- After opining in August 1980 that “trees cause more pollution than automobiles do,” Reagan arrived at a campaign rally to find a tree decorated with this sign: “Chop me down before I kill again.”
- “In England, if a criminal carried a gun, even though he didn’t use it, he was tried for first-degree murder and hung if he was found guilty,” Ronald Reagan claimed in April 1982. When informed that the story was “just not true,” White House spokesman Larry Speakes said, “Well, it’s a good story, though. It made the point, didn’t it?” Reagan repeated the story again on March 21, 1986 during an interview with The New York Times.
- “We did not—repeat, did not—trade weapons or anything else for hostages, nor will we,” Reagan proclaimed in November 1986. Four months later, on March 4, 1987, Reagan admitted in a televised national address, “A few months ago, I told the American people I did not trade arms for hostages. My heart and my best intentions still tell me that’s true, but the facts and the evidence tell me it is not.”
Here’s some stuff I have been reading (via Perverse Access Memory).
- Matt Welch posts about some of the problems immigrants had in the US in the past and how people consider that era now to be whitewashed into nice assimilation of immigrants.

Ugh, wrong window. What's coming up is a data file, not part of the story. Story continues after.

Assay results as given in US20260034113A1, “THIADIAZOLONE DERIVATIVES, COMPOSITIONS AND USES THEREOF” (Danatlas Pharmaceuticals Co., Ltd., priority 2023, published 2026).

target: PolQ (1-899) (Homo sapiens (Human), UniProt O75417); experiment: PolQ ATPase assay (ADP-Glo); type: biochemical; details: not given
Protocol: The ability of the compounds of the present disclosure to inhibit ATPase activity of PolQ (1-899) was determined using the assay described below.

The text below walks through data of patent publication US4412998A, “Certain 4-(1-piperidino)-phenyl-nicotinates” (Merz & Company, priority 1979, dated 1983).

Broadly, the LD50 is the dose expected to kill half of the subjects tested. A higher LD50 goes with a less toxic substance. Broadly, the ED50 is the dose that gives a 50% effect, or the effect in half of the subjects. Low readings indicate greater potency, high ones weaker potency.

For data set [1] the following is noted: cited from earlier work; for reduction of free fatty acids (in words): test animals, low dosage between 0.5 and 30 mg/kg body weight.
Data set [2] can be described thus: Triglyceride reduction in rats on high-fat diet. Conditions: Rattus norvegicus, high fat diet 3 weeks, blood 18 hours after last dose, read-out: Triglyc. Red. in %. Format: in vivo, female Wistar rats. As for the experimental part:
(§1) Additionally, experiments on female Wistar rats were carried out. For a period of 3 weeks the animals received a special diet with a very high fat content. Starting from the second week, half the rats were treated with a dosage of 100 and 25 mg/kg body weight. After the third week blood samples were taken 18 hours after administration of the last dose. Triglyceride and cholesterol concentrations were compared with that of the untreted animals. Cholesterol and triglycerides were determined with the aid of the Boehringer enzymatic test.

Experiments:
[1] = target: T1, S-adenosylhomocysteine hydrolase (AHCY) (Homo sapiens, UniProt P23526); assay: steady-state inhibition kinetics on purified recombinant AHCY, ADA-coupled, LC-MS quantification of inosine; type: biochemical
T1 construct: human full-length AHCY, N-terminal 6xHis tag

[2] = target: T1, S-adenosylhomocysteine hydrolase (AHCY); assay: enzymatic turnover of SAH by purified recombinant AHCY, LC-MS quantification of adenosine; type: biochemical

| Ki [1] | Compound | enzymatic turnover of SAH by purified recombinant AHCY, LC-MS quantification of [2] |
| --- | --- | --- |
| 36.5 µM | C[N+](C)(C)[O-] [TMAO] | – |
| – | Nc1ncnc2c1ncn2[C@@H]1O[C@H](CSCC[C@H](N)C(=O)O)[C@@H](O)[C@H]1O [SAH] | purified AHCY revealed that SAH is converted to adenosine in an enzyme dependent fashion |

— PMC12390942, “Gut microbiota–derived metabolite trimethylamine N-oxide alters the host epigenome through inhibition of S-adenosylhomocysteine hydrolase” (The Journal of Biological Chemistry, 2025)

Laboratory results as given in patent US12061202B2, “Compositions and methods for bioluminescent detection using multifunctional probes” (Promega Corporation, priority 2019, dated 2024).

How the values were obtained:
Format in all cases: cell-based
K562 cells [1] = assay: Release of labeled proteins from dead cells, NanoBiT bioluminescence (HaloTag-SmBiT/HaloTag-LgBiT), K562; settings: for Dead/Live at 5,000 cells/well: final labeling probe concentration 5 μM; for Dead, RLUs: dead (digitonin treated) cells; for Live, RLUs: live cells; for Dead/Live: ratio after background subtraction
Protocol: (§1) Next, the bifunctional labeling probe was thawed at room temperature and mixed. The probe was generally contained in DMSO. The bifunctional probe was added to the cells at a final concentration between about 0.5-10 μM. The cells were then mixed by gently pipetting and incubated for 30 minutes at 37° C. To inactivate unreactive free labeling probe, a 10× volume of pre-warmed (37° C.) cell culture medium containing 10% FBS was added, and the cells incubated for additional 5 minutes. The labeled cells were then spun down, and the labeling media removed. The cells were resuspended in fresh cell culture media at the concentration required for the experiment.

- Henry Farrell writes about his recent experience with immigration requirements while returning to the US with a one-way ticket.
- Here’s a New York Times article about the Mexican ID being accepted for identification in some cities in the Midwest.
- Also a USA Today report about immigrants moving into the interior from expensive states like California and New York.
- And finally a NY Times article about biometric identifiers for visas and passports.
It should be remembered that if we require visitors to have passports with biometric data for the visa waiver program, for example, then the other countries might start implementing it for Americans since most of these requirements are generally reciprocal.
The article does have its share of goofs:
Biometric systems tested by the United States at the Mexican border have been sensitive enough to distinguish between identical twins.
What does that mean? Any data on false positives as well as negatives?
Under the new standards, countries would also be allowed to add additional biometric technologies to the passports, like fingerprints or iris scans.
Now photographs and fingerprints are well-established, but iris scans? Do we really want to get our irises scanned?
But Mr. Shagnon said the passport system relies partly on facial measurements that do not change as people age or even get plastic surgery.